Premium economy: good for airlines?

Does it encourage passengers to upgrade or downgrade?
The relatively new seating class premium economy is attracting more passengers to upgrade from economy, rather than business-class passengers to downgrade, Skift reports.
Most big airlines have added premium economy, or plan to, giving passengers a little more space at a reasonable price.
Adding new seats to planes is costly and time consuming, but airlines are coming to understand its potential niche, realising it will not eat into their profitable flatbed business class. There is a chasm in comfort between premium economy and business.
Airlines like Lufthansa, Cathay Pacific, Singapore Airlines, Air Canada and Iberia have added it to the cabin, while Emirates and Aer Lingus may soon follow. In the US, American and Delta are adding premium economy on long-haul, while United is considering it.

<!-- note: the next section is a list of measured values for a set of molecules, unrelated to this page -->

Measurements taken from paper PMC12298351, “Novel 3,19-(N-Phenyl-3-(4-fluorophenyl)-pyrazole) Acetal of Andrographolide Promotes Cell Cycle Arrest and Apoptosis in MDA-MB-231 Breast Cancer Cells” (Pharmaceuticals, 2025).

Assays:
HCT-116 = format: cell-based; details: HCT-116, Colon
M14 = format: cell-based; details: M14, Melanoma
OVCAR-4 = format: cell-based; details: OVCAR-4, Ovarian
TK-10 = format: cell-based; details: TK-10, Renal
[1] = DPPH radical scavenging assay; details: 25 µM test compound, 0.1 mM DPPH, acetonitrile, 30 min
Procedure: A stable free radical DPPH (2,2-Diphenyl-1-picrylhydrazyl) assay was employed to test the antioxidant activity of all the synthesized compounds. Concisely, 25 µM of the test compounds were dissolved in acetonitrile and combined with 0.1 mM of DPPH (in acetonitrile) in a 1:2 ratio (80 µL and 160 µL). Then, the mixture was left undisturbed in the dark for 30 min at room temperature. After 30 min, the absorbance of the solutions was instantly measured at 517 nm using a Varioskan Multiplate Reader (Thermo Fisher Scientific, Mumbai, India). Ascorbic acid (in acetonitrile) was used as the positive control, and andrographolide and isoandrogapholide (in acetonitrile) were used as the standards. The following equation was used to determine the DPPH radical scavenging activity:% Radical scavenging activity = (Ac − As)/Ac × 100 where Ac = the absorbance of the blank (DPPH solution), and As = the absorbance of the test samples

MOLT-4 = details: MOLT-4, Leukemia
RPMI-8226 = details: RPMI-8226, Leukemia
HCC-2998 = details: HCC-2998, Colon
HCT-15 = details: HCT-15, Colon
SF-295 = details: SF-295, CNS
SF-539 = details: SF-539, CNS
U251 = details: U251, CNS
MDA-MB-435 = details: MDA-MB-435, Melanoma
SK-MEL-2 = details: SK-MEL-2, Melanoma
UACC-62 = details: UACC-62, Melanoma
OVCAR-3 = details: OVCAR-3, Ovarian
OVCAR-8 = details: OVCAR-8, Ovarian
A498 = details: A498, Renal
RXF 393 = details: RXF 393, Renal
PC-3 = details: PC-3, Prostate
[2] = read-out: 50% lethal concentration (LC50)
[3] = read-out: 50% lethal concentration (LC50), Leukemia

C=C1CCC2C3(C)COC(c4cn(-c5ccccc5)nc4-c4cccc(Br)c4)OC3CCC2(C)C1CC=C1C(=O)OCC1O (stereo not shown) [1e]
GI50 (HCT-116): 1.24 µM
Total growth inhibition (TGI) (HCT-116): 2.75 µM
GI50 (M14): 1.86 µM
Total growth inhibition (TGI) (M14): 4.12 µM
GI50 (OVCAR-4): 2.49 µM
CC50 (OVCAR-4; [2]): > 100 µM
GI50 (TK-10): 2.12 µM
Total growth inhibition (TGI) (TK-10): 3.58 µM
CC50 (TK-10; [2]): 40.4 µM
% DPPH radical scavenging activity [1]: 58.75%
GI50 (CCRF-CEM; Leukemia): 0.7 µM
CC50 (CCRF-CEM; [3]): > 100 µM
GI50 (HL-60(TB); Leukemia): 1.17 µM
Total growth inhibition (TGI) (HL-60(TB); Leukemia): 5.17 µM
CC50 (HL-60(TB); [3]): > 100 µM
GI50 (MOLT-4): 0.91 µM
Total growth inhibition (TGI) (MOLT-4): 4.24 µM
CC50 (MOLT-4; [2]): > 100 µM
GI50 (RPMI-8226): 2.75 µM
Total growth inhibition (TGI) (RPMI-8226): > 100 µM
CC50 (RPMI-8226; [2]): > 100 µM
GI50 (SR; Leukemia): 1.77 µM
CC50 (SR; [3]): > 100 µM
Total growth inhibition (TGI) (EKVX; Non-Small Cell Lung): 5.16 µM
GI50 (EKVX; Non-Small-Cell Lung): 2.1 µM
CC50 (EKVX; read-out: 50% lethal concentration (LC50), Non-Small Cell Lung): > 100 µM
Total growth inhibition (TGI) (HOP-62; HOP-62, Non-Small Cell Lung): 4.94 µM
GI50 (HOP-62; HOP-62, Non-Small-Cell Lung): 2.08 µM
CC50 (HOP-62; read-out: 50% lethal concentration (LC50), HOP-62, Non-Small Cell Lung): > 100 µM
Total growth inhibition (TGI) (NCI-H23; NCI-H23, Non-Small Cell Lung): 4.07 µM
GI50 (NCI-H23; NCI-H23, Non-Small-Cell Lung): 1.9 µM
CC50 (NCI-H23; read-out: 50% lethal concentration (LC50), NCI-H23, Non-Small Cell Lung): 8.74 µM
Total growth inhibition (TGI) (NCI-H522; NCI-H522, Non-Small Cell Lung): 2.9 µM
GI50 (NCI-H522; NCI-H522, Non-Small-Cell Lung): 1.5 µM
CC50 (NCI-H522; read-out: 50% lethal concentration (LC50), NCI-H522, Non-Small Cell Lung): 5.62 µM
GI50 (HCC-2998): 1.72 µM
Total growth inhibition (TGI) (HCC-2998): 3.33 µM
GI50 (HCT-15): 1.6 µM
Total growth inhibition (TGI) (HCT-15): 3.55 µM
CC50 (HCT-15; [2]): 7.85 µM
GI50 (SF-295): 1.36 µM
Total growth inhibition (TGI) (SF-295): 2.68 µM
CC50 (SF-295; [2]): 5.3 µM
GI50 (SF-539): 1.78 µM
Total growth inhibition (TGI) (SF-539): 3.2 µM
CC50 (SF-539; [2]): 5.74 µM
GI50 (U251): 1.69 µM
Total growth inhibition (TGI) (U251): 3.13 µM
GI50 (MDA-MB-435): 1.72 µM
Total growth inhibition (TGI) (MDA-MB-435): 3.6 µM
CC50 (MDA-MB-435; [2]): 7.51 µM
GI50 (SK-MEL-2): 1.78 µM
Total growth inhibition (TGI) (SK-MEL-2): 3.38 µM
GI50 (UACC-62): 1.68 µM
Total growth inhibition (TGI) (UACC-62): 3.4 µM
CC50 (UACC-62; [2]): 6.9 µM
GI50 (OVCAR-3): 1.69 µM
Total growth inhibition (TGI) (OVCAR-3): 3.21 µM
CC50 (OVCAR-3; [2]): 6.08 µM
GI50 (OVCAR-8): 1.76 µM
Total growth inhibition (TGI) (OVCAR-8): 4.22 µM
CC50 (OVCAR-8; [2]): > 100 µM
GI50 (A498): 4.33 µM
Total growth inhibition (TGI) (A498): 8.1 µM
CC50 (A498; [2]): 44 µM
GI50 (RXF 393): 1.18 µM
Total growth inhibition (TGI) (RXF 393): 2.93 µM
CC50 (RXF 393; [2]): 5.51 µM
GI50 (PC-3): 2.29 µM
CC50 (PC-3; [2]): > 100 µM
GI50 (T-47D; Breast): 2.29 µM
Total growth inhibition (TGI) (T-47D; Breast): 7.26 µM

“I think once somebody gets used to and can get away with the company purchasing the flatbed seat internationally, they can’t buy down,” says Ben Smith, Air Canada’s president for passenger airlines. “The buy up is for people who cannot justify the price of a business-class seat.”
Marco Sansavini, Iberia’s chief commercial officer, agrees: “Our view is that business class will keep developing and will be increasingly comparable with a hotel experience, with lie-flat seats and outstanding food.”
However, Willie Walsh, CEO of International Airlines Group, says that sometimes passengers buy business class for overnight flights from America to Europe, but fly the other direction, by day, in premium economy. The debate about premium economy continues.